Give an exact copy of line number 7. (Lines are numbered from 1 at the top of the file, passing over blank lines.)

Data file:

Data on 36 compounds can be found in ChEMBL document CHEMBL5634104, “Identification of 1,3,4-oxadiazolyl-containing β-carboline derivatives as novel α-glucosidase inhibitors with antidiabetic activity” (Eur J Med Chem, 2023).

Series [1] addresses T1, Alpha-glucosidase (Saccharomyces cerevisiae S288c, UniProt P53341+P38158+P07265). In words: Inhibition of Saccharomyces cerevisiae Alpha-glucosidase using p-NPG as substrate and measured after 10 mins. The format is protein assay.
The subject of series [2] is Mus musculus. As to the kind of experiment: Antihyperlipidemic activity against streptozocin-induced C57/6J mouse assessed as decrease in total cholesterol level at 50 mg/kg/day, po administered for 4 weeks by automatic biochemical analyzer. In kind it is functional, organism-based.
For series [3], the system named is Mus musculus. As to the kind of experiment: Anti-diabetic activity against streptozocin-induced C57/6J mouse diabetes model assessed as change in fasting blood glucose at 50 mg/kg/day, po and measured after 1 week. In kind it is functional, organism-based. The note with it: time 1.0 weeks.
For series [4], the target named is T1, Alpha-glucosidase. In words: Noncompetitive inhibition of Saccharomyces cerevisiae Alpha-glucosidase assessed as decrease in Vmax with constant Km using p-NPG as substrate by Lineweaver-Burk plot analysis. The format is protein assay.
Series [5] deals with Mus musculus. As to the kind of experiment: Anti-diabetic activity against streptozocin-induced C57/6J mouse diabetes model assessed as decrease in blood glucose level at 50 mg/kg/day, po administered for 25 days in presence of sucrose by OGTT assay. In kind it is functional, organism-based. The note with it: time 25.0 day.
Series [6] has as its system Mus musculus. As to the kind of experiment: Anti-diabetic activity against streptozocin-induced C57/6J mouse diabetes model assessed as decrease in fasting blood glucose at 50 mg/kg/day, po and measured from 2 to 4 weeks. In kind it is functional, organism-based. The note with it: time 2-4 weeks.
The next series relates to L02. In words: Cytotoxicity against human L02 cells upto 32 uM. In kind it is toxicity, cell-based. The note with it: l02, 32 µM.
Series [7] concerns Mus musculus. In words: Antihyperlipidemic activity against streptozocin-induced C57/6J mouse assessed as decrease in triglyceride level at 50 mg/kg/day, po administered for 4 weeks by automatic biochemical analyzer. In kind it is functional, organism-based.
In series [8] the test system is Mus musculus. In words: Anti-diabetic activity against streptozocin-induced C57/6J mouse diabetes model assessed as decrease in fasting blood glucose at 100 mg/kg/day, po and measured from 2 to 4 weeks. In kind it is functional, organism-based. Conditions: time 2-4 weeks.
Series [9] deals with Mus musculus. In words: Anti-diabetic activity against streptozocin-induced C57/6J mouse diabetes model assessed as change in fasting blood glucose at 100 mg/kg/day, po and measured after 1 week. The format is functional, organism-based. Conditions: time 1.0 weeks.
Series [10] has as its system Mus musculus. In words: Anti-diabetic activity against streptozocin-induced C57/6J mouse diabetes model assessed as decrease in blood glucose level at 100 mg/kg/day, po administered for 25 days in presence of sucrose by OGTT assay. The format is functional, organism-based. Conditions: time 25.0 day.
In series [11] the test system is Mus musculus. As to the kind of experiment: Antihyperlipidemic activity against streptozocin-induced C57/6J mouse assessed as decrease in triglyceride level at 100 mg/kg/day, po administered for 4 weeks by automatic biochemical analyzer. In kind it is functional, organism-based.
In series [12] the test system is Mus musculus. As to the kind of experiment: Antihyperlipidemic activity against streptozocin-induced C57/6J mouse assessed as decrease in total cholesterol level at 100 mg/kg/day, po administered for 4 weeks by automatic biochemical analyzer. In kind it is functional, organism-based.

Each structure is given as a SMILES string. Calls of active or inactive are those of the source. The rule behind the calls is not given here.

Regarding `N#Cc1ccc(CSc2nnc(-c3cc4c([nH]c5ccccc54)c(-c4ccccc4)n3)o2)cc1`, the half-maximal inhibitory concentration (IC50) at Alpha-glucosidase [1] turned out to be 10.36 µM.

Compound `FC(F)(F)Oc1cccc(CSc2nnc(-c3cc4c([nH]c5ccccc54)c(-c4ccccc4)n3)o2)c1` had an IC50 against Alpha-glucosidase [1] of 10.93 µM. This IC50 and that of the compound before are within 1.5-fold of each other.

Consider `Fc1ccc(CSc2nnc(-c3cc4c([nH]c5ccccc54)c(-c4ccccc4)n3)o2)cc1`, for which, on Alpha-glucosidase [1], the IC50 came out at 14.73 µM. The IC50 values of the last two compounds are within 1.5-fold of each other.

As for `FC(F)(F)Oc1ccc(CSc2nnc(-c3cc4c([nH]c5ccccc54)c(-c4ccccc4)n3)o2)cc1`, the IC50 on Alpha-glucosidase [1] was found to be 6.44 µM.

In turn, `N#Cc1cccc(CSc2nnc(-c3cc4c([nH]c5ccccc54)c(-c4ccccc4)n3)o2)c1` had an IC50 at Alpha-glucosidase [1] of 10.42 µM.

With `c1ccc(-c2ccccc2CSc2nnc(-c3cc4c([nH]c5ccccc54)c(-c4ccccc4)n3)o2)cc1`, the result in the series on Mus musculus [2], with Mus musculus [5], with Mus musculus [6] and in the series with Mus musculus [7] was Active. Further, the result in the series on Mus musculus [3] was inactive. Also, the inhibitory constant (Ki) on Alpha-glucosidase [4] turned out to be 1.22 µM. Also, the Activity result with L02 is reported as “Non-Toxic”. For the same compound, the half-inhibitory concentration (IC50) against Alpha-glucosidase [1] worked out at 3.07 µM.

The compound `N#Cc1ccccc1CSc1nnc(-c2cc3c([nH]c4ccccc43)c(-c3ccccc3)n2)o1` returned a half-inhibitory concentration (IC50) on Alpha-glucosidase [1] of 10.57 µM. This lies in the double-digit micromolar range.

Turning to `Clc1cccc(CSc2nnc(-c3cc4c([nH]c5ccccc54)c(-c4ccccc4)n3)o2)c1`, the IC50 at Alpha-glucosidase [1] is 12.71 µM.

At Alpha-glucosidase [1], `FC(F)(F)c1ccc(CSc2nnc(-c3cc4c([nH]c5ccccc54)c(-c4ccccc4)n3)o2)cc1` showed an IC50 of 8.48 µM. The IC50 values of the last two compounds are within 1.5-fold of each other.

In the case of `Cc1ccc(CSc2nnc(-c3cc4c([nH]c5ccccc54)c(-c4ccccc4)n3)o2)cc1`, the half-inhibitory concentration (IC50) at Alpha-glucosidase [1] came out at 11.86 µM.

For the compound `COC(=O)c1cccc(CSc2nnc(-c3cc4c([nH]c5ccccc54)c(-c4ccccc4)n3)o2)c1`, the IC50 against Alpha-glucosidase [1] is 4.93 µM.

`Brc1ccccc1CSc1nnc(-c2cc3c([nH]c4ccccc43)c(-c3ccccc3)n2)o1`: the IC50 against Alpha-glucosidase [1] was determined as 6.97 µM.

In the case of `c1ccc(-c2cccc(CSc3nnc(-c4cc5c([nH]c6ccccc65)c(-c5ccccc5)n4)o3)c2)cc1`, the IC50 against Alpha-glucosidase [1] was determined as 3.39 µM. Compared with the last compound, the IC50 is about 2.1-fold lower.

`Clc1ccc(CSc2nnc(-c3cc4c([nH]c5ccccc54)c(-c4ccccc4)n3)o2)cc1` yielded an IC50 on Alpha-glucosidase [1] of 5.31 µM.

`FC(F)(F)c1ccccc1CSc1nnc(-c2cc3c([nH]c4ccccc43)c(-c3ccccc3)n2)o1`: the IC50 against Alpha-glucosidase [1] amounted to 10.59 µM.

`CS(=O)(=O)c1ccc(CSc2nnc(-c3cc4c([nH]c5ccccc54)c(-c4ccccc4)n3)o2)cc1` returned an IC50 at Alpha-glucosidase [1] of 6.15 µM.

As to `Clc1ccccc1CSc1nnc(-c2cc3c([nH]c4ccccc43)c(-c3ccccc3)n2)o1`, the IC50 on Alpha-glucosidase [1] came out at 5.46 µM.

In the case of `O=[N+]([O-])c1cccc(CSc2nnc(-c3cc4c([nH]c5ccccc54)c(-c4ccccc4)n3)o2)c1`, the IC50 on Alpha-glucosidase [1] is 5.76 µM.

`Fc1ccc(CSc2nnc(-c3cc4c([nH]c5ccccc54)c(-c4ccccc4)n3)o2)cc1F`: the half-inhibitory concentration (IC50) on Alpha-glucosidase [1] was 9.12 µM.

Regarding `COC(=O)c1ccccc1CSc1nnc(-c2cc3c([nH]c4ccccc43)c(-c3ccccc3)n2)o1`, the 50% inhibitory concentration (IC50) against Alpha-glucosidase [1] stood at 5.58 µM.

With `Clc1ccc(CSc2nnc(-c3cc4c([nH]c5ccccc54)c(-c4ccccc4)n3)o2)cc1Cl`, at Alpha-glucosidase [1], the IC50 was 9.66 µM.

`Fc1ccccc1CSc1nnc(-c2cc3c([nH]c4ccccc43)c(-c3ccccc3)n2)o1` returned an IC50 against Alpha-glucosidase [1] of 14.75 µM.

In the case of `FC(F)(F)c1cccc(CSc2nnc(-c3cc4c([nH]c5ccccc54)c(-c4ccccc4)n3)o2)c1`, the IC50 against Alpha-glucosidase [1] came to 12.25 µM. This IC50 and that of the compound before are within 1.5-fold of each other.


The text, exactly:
Series [6] has as its system Mus musculus. As to the kind of experiment: Anti-diabetic activity against streptozocin-induced C57/6J mouse diabetes model assessed as decrease in fasting blood glucose at 50 mg/kg/day, po and measured from 2 to 4 weeks. In kind it is functional, organism-based. The note with it: time 2-4 weeks.